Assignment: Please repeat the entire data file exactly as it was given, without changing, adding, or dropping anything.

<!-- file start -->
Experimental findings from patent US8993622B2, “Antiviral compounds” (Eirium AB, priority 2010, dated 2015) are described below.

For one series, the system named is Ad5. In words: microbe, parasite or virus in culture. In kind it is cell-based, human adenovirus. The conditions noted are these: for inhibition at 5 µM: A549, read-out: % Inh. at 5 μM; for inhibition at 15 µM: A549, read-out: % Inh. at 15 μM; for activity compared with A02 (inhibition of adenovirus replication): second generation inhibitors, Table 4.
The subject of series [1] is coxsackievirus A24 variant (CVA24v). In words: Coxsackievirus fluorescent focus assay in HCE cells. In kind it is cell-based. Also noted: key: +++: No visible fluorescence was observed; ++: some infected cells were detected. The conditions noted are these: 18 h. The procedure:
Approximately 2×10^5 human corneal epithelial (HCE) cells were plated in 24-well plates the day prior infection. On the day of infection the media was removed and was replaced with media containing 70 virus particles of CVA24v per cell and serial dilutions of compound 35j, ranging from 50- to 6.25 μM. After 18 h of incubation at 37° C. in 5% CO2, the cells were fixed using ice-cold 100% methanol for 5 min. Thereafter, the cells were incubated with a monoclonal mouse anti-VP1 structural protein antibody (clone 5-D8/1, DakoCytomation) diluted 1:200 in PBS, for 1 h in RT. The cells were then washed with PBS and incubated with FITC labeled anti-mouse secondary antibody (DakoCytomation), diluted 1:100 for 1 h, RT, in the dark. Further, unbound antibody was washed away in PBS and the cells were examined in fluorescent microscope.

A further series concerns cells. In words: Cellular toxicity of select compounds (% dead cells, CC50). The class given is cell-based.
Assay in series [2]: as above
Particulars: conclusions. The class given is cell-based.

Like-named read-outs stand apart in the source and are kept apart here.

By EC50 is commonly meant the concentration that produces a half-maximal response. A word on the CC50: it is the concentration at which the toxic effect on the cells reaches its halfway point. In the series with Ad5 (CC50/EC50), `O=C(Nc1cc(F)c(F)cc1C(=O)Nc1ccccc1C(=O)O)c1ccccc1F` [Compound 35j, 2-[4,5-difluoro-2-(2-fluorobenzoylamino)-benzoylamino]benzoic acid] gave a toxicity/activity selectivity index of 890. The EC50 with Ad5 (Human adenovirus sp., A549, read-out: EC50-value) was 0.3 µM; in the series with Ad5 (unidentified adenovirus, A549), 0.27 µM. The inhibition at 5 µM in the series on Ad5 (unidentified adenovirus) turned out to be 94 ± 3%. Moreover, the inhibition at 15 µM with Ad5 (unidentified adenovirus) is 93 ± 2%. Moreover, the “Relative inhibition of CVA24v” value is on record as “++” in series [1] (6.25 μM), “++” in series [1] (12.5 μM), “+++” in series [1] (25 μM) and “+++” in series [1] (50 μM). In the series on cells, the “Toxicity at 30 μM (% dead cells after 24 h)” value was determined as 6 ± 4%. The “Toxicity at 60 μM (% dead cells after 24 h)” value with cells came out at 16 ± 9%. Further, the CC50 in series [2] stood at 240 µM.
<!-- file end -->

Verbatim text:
Experimental findings from patent US8993622B2, “Antiviral compounds” (Eirium AB, priority 2010, dated 2015) are described below.

For one series, the system named is Ad5. In words: microbe, parasite or virus in culture. In kind it is cell-based, human adenovirus. The conditions noted are these: for inhibition at 5 µM: A549, read-out: % Inh. at 5 μM; for inhibition at 15 µM: A549, read-out: % Inh. at 15 μM; for activity compared with A02 (inhibition of adenovirus replication): second generation inhibitors, Table 4.
The subject of series [1] is coxsackievirus A24 variant (CVA24v). In words: Coxsackievirus fluorescent focus assay in HCE cells. In kind it is cell-based. Also noted: key: +++: No visible fluorescence was observed; ++: some infected cells were detected. The conditions noted are these: 18 h. The procedure:
Approximately 2×10^5 human corneal epithelial (HCE) cells were plated in 24-well plates the day prior infection. On the day of infection the media was removed and was replaced with media containing 70 virus particles of CVA24v per cell and serial dilutions of compound 35j, ranging from 50- to 6.25 μM. After 18 h of incubation at 37° C. in 5% CO2, the cells were fixed using ice-cold 100% methanol for 5 min. Thereafter, the cells were incubated with a monoclonal mouse anti-VP1 structural protein antibody (clone 5-D8/1, DakoCytomation) diluted 1:200 in PBS, for 1 h in RT. The cells were then washed with PBS and incubated with FITC labeled anti-mouse secondary antibody (DakoCytomation), diluted 1:100 for 1 h, RT, in the dark. Further, unbound antibody was washed away in PBS and the cells were examined in fluorescent microscope.

A further series concerns cells. In words: Cellular toxicity of select compounds (% dead cells, CC50). The class given is cell-based.
Assay in series [2]: as above
Particulars: conclusions. The class given is cell-based.

Like-named read-outs stand apart in the source and are kept apart here.

By EC50 is commonly meant the concentration that produces a half-maximal response. A word on the CC50: it is the concentration at which the toxic effect on the cells reaches its halfway point. In the series with Ad5 (CC50/EC50), `O=C(Nc1cc(F)c(F)cc1C(=O)Nc1ccccc1C(=O)O)c1ccccc1F` [Compound 35j, 2-[4,5-difluoro-2-(2-fluorobenzoylamino)-benzoylamino]benzoic acid] gave a toxicity/activity selectivity index of 890. The EC50 with Ad5 (Human adenovirus sp., A549, read-out: EC50-value) was 0.3 µM; in the series with Ad5 (unidentified adenovirus, A549), 0.27 µM. The inhibition at 5 µM in the series on Ad5 (unidentified adenovirus) turned out to be 94 ± 3%. Moreover, the inhibition at 15 µM with Ad5 (unidentified adenovirus) is 93 ± 2%. Moreover, the “Relative inhibition of CVA24v” value is on record as “++” in series [1] (6.25 μM), “++” in series [1] (12.5 μM), “+++” in series [1] (25 μM) and “+++” in series [1] (50 μM). In the series on cells, the “Toxicity at 30 μM (% dead cells after 24 h)” value was determined as 6 ± 4%. The “Toxicity at 60 μM (% dead cells after 24 h)” value with cells came out at 16 ± 9%. Further, the CC50 in series [2] stood at 240 µM.